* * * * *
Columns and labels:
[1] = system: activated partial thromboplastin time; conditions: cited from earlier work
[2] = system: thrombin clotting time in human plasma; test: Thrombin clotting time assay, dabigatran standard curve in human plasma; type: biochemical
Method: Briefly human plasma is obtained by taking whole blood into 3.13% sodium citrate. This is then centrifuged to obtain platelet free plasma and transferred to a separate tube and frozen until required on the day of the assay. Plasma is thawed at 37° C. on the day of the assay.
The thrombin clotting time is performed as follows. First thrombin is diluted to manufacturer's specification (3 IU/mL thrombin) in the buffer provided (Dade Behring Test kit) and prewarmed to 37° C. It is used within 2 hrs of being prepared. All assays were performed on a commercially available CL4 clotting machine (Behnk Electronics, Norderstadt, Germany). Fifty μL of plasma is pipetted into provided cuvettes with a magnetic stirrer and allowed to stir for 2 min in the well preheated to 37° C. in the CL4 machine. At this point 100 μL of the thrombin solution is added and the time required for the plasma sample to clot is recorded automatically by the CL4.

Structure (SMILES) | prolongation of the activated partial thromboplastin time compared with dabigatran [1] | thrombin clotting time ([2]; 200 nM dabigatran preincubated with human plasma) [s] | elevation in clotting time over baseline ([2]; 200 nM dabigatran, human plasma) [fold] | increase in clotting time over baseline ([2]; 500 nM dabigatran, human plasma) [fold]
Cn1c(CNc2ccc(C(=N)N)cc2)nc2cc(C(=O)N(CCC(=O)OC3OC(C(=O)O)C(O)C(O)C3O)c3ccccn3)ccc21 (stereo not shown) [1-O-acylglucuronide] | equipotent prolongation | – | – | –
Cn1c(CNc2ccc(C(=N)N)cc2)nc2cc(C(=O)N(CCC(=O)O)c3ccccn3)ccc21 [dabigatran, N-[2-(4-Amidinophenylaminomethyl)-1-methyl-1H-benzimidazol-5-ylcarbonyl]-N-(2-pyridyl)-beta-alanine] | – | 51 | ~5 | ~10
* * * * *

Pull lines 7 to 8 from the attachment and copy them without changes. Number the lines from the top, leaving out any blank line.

Cn1c(CNc2ccc(C(=N)N)cc2)nc2cc(C(=O)N(CCC(=O)OC3OC(C(=O)O)C(O)C(O)C3O)c3ccccn3)ccc21 (stereo not shown) [1-O-acylglucuronide] | equipotent prolongation | – | – | –
Cn1c(CNc2ccc(C(=N)N)cc2)nc2cc(C(=O)N(CCC(=O)O)c3ccccn3)ccc21 [dabigatran, N-[2-(4-Amidinophenylaminomethyl)-1-methyl-1H-benzimidazol-5-ylcarbonyl]-N-(2-pyridyl)-beta-alanine] | – | 51 | ~5 | ~10